“Judge him after 10 games they” they said.
“The hard work for Steve and his team starts immediately and we will be fully prepared for the challenge of a new Premier League season” Lee Charnley said.
Well we’ve reached 10 games. 10 games that have seen Bruce and his team put together 2 wins, 3 draws, 5 defeats; scored 6 goals, conceded 15 and sit in 17th place with 9 points.
Last weekend’s game was always going to be viewed by many as a benchmark for where Bruce was taking this team; a benchmark of his tactics and his style of play. Bruce leading us out of British Summer Time but hopefully not into the gloom of a northern winter of football discontent.
Managers lay the foundations; set the game plan. Players execute that plan. To ensure it is executed successfully the manager works during the week on the training pitch setting systems up; arranging the plan A, B and C, covering the scenarios that may occur in play. He dictates the pace, the face of the team; His team.
If that is what football management is about then what we witnessed against Wolves was the total antithesis.
Boy, were we crying out for some game management on Sunday. However, what we got was Bruce and his coaching staff providing zero impact from the touchline. There appears to be no system; no game plan, no game management, no adjustments made in-play. Bruce looks lost, devoid of any way to handle this aspect of the game unless it’s calling out of his own players while ignoring his responsibility of his own failings. The fact that at almost every opportunity he wants to talk about his own game numbers over 20 years in management says so much. Only our opponents’ sleepy start brought on possibly by their 2,000 plus mile midweek excursion to Bratislava saved us from a full 90 minutes of being outplayed on the pitch and out thought on the touchline.
As supporters we can handle the disappointment of missed chances, the poor refereeing decisions, the individual errors, the glaring shabbiness of VAR. What we cant handle is lack of any signs of a game plan or any sign of 90 minutes of game management.
What Ashley and Charnley see in Bruce is baffling. I can’t see it and I doubt many others can either. 10 games in and it is obvious to all who want to see, that this team is in trouble. It is shot shy; it lacks fluidity, at times it is ponderous and only the fact that supporters haven’t yet turned on them is saving them from a total drain in confidence. It’s coming, the question is simply when?. What is saving them presently from direct criticism is that fans know who is really to blame and have adopted their own way of showing their displeasure.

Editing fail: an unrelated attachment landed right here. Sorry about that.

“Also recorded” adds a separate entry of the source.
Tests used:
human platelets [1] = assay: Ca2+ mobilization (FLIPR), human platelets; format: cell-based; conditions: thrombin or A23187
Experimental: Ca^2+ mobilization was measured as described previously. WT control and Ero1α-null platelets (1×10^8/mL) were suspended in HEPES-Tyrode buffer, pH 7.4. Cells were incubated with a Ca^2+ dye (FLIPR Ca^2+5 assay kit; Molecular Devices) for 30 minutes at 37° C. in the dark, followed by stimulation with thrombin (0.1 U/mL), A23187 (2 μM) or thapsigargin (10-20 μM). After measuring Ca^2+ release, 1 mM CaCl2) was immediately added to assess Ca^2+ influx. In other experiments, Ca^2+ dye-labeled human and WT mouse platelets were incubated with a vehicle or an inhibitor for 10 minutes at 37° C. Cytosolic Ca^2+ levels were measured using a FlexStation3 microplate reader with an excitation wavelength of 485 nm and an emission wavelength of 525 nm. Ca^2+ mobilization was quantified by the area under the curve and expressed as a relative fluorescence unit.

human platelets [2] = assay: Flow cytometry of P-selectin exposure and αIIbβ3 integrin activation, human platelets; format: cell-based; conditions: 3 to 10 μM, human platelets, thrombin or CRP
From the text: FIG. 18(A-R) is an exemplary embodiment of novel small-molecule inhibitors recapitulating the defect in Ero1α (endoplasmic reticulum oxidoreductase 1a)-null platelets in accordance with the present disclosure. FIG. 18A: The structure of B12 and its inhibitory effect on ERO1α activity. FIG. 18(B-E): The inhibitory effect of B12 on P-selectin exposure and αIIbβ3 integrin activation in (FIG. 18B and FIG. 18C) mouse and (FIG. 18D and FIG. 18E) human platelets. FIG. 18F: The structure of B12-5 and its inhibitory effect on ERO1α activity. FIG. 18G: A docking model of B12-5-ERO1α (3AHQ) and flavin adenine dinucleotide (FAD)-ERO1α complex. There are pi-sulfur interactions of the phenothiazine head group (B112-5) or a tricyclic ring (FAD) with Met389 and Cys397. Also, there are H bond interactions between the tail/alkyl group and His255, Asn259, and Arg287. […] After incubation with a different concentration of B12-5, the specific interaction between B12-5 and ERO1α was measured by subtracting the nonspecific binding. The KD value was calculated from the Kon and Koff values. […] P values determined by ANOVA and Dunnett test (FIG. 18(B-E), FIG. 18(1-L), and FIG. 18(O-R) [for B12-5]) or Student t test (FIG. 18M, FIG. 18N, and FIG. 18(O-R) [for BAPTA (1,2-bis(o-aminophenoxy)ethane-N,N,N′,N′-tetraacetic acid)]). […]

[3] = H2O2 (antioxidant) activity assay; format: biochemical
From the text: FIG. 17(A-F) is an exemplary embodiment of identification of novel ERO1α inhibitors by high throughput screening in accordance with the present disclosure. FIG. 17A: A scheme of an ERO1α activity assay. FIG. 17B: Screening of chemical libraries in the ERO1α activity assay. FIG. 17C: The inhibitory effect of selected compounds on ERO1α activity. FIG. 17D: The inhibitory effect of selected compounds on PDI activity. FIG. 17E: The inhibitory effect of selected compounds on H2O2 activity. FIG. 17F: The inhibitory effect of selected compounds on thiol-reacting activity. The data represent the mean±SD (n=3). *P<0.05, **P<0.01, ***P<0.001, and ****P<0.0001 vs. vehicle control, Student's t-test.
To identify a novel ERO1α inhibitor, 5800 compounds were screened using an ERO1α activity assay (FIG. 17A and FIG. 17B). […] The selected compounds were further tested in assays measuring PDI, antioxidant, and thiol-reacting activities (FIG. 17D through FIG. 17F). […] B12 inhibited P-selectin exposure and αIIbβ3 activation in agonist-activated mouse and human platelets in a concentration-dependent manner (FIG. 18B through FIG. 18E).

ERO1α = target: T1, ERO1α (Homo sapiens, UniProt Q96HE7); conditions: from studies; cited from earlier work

Apathy has replaced atmosphere inside St James’ Park on match days. It’s as if those attending are resigned to the inevitable but clinging on by their fingernails in hope, in desperation; that their fears are not being realised; in blind faith that something will turn this juggernaut around for the better. Even the pre match conversation seems to start with “it’s shite isn’t it?”
Ashley has sucked the lifeblood out of the club. The appetite for protest has been replaced with a simple “can’t be arsed anymore” until he finally sells up; be it in 12 weeks, 12 months or 12 years.
There are no flashing signs among the gloom that we now sit under that Bruce and his coaching team can stop the rot through performances on the pitch.
When the lights of the Benitez reign went out, Bruce was Ashley’s 30 watt incandescent replacement. Old fashioned; a relic of yesterday and simply not fit for purpose.
It’s as though nobody wants to break the match day social cycle; the pre and post match social get together that for older supporters has replaced the Friday nights out of the past but with a 90 minute football interlude thrown in. When they were younger it was Friday night pub crawl; meet at 7, drink til 10:30; bus home. Saturday repeat with the match as an interlude. Non-match days they still met up in the pubs in town; the only issue being that the wives or girlfriends usually tagged along, so they had to temper their language and keep football talk to a minimum!
For supporters of the (80’s) Keegan generation, match day has in many instances become the only social connection with the past that they can cling on to. The Friday night out start of the weekend doesn’t happen now. The town has changed; priorities have shifted.
Perhaps those supporters that still attend cling to match days out of habit and collective loyalty to each other. In their hearts they are and will remain Newcastle United black n white though and through. But in their heads some now see their club dying before their eyes. They still come to town simply for the meet up. But like the shipyards and the factories that once flourished along a once proud river the decline of their football club seems so familiar; so hard to stomach but with a dispiriting inevitability about it.
Some of the younger generation have taken a different stance and walked away on masse. The singing section is no more; the wonderful flag displays in the Gallowgate are now a past and ever more distant memory; Loyal supporters who give so much but are no longer willing to be played by Ashley. It hurts them just as much; there are no degrees of loyalty; no rights and wrongs. The young guard seems to be standing firm. Absence is temporary but their temporary is not time bonded.
What all generations of supporters agree on is that the shine has gone; rubbed away by the shallow, lifeless, hollow shadow of Mike Ashley.
The fear now for our football club is that this football winter of discontent becomes a nuclear winter; an Ashley winter; a winter where the sun barely rises; flickers but never shines; a winter of perpetual football darkness and gloom; a winter that under Ashley will show no sign of ending.
Surely there is someone out there who can bring us back into the light!